NDM: Who’s your favorite fellow DFA artist and why?
SR: Oh, how can I answer that, they are all my friends. James and Juan have played a huge part in getting Shit Robot to where it is today though, I couldn’t have done it without them. Plus their music has been hugely inspirational to me, but I think that goes for all DFA artists.
NDM: Favorite label that no longer exists?
SR: Network was a big one for me back in the day for the more ravey stuff. Then there’s 99, home to Liquid Liquid and ESG, that was an amazing label.
NDM: Now for a serious one …what do you think it takes to be a successful money-making artist theses days?
SR: HAHA, well, that’s almost an impossibility these days. It’s really hard to make money producing records now. I think the standard model now is to put out records, don’t expect any money from that and then DJ or play live to pay the bills. It’s become really difficult and I wouldn’t advise anybody to give up their day job for it. I’ve been really lucky in the sense that I never expected to make a career out of it. I just started DJing for fun, I’m a qualified Cabinet Maker, so I always had that to pay the bills. I think if you’re not expecting anything, it’s a lot easier. Then I’m very lucky that I have friends like James who has pushed me and helped me through the years.
NDM: How did you feel about your last Miami performance at the Vagabond and what do you anticipate this time around at Grand Central?
SR: Oh, that was a really great show, so much fun. I’m not sure what to expect this time round as my good friend Josh (JDH from Fixed) threw the last party during WMC, but I’m sure it will be great. I love visiting Miami and my good buddy Mike Sike lives there, so I’m sure it’ll be a throwdown.
NDM: And our typical 305 question…Favorite Miami related tv show, movie, personality, band, or performer?
SR: Too easy, Al Pacino in Scarface.
So there you have it! Now get psyched for the show (8/13 @ Grand Central) as it’s a seriously cool live performance with all sorts of visuals and a shitty robot. We’re not doing a ticket giveaway this time around (at least not yet) but you can avoid paying full price at the door if you take either of the following options:
1. Get presale tickets. If you buy them through this link you’ll be supporting Nightdrive without even realizing it: http://vor.us/3fd
2. Email us at firstname.lastname@example.org and we’ll put you on our reduced list. Just please put “Shit Robot List” in the subject line of the email. You can include as many full names as you would like. Tell your friends!
Now some music:
Shit Robot – I Found Love
Shit Robot – Simple Things (Work It Out)
I rarely post unsolicited music submissions, most of them are usually alternative rock bands or really bad wannabe mainstream rap crap. It’s kind of our job to filter through the garbage and post the good stuff so most of the time we share what we find and not what finds us. However, I do try to go through our submissions inbox as frequently as possible to find that one needle in the haystack. Josh Widmann aka Tristes Tropiques actually sent me an email telling me he liked Vamos a La Playa which instantly got my attention and won me over (as did the Lévi-Strauss reference).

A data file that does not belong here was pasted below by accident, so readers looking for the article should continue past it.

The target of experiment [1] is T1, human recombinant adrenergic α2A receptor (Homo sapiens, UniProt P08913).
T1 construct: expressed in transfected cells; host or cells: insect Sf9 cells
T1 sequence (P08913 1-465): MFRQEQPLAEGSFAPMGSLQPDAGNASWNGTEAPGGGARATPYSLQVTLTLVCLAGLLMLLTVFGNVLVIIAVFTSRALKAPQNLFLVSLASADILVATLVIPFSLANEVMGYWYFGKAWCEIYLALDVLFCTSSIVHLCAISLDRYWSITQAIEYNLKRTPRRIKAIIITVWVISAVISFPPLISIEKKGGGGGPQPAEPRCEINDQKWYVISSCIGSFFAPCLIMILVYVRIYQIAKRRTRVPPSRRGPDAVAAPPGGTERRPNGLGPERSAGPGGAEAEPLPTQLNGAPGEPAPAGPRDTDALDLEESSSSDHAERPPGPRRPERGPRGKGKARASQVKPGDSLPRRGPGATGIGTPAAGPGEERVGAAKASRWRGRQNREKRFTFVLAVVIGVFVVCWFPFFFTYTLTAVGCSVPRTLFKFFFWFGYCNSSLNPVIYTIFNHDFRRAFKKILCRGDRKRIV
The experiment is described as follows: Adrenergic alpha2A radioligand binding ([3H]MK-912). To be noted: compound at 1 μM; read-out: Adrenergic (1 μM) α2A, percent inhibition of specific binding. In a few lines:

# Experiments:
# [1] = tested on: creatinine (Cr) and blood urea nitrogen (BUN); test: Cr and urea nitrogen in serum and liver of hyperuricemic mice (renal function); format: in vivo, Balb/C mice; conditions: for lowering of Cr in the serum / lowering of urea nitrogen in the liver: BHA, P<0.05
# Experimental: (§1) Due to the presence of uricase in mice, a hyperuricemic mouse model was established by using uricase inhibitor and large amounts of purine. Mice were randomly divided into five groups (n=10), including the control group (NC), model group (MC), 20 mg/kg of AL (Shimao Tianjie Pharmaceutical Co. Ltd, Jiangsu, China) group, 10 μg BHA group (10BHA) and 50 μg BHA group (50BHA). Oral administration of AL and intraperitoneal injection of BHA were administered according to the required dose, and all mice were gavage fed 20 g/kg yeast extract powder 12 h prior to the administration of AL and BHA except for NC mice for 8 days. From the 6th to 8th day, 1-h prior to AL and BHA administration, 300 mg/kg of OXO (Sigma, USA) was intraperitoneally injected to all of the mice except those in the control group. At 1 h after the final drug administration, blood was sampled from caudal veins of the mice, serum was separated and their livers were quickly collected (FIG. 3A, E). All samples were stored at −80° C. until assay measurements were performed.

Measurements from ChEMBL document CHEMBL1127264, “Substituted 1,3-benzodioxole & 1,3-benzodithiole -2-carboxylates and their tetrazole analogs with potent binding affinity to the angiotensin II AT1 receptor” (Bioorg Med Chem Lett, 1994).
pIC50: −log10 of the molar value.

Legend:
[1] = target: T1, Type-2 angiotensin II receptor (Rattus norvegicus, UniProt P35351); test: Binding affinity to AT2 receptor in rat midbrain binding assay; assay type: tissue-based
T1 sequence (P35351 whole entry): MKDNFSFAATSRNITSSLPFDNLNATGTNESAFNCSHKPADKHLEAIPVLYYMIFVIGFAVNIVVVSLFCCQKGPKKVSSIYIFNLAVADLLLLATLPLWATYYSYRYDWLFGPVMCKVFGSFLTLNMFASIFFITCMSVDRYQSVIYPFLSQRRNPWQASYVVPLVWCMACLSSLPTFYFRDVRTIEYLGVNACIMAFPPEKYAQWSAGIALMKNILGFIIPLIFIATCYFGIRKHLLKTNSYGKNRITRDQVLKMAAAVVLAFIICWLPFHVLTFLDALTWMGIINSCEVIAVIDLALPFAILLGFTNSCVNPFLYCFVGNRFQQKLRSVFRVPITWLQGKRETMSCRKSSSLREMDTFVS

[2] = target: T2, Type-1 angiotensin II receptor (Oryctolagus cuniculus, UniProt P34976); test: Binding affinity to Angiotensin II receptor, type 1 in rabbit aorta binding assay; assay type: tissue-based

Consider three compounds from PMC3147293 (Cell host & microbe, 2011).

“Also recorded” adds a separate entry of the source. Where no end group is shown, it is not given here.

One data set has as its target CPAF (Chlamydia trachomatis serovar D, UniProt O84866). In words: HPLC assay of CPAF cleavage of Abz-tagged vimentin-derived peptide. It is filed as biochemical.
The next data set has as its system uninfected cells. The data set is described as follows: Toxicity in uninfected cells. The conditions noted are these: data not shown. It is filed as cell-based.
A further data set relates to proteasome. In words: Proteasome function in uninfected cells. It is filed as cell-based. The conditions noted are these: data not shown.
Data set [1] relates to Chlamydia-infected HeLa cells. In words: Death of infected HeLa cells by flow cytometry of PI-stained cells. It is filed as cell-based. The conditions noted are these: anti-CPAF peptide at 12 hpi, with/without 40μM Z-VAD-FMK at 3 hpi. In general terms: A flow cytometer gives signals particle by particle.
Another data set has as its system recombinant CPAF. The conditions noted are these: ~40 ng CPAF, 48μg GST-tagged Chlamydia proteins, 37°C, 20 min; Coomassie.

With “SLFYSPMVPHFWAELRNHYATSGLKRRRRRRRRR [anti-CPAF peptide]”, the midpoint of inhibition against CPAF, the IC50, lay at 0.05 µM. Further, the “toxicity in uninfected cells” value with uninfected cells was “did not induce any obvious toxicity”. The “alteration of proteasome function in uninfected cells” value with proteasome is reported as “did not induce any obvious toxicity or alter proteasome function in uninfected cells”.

I took a listen to Tristes Tropiques and decided I not only wanted to play his song “Lejos” on my next Vamos radio show but, it’s also NDM worthy. He’s got a bunch of tracks on soundcloud that are almost there and also some that dance floor ready. Here’s his shpeal:
“Tristes Tropiques is a San Francisco based promoter, dj and composer. With origins in 1990s rave culture, Tristes Tropiques first became interested in music based on vintage synthesizers, drum machines, and samplers. When the early 2000s arrived, the post-punk and Italo Disco revival lured Tristes Tropiques further into electronic dance music, leftfield arrangements, and rhythmic experimentation. As the 2000s transitioned to the 2010s, Tristes Tropiques began assembling original compositions reflective of these varied influences while also working to toy with established genre boundaries.”
I recently asked a few friends what they’ve been listening to this summer and many responded with “chillwave”. I’m glad to know the genre isn’t considered passé yet although it is starting to sound a bit more disco and house influenced. Toro Y Moi’s most recent album and Casa Del Mirto‘s new LP “1979″ are perfect examples. Casa Del Mirto’s key member Marco Ricci (not the Baroque painter) has his roots in dance music and has previously produced a variety of dance floor friendly EPs starting in the early 2000s. His past releases seem to have been well received and have now given him the credibility to amalgamate the above genres. In other words he’s not some chillwave bedroom producer who decided to add disco elements to his music in order to keep up with the most current trend. Dude seems genuine and Casa Del Mirto’s debut LP sounds pretty legit.
It’s always good to hear that old college friends are making waves, especially in the music world. I was tipped off recently that my homie Julian along with his partner Ben, collectively dubbed Lovesport, were fashioning some tunes that caught the ear of pop singer/songwriter Little Boots. After a favorable mention on her Twitter page, the two New York City residents are getting a little bit of limelight. Their minimal Italo disco track Chase is a beautiful soundscape that is appreciated more and more with each listen. We’re pleased to have for you a pithy interview with the duo and an exclusive stream of their new remix of Boom by none other than Lo-Fi-Fnk. The track will be available for download via iTunes Spotify on August 1st.